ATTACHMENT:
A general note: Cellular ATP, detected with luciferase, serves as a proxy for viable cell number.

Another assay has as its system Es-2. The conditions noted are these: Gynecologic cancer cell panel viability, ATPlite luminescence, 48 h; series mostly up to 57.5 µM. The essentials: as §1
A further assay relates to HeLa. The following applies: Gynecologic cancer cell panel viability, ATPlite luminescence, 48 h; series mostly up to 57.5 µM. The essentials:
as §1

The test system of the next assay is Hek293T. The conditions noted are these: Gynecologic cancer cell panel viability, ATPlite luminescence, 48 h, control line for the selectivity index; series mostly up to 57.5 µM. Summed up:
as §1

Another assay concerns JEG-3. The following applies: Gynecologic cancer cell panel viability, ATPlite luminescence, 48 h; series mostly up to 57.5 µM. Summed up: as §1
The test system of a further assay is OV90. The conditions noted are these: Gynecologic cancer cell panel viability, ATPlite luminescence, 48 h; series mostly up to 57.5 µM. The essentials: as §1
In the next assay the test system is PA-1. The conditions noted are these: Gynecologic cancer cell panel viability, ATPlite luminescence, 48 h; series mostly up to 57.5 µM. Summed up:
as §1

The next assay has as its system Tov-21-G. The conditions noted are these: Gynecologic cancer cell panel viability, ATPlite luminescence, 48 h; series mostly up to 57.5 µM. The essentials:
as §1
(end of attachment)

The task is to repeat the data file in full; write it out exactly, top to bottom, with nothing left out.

A general note: Cellular ATP, detected with luciferase, serves as a proxy for viable cell number.

Another assay has as its system Es-2. The conditions noted are these: Gynecologic cancer cell panel viability, ATPlite luminescence, 48 h; series mostly up to 57.5 µM. The essentials: as §1
A further assay relates to HeLa. The following applies: Gynecologic cancer cell panel viability, ATPlite luminescence, 48 h; series mostly up to 57.5 µM. The essentials:
as §1

The test system of the next assay is Hek293T. The conditions noted are these: Gynecologic cancer cell panel viability, ATPlite luminescence, 48 h, control line for the selectivity index; series mostly up to 57.5 µM. Summed up:
as §1

Another assay concerns JEG-3. The following applies: Gynecologic cancer cell panel viability, ATPlite luminescence, 48 h; series mostly up to 57.5 µM. Summed up: as §1
The test system of a further assay is OV90. The conditions noted are these: Gynecologic cancer cell panel viability, ATPlite luminescence, 48 h; series mostly up to 57.5 µM. The essentials: as §1
In the next assay the test system is PA-1. The conditions noted are these: Gynecologic cancer cell panel viability, ATPlite luminescence, 48 h; series mostly up to 57.5 µM. Summed up:
as §1

The next assay has as its system Tov-21-G. The conditions noted are these: Gynecologic cancer cell panel viability, ATPlite luminescence, 48 h; series mostly up to 57.5 µM. The essentials:
as §1